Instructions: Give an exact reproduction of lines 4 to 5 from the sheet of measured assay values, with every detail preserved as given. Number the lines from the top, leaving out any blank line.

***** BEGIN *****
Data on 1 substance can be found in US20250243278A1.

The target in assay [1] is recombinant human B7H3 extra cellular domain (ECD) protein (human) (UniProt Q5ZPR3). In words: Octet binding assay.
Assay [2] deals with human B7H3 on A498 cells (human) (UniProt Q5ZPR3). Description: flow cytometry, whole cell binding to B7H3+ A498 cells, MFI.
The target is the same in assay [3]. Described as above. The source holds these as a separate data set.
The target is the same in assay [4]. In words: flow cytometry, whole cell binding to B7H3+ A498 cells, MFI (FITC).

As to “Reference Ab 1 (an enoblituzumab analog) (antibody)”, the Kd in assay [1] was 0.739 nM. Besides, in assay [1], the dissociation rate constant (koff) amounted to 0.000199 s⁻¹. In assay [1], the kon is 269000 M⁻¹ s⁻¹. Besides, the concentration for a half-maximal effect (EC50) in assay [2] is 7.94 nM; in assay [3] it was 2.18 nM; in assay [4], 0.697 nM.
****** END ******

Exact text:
The target is the same in assay [3]. Described as above. The source holds these as a separate data set.
The target is the same in assay [4]. In words: flow cytometry, whole cell binding to B7H3+ A498 cells, MFI (FITC).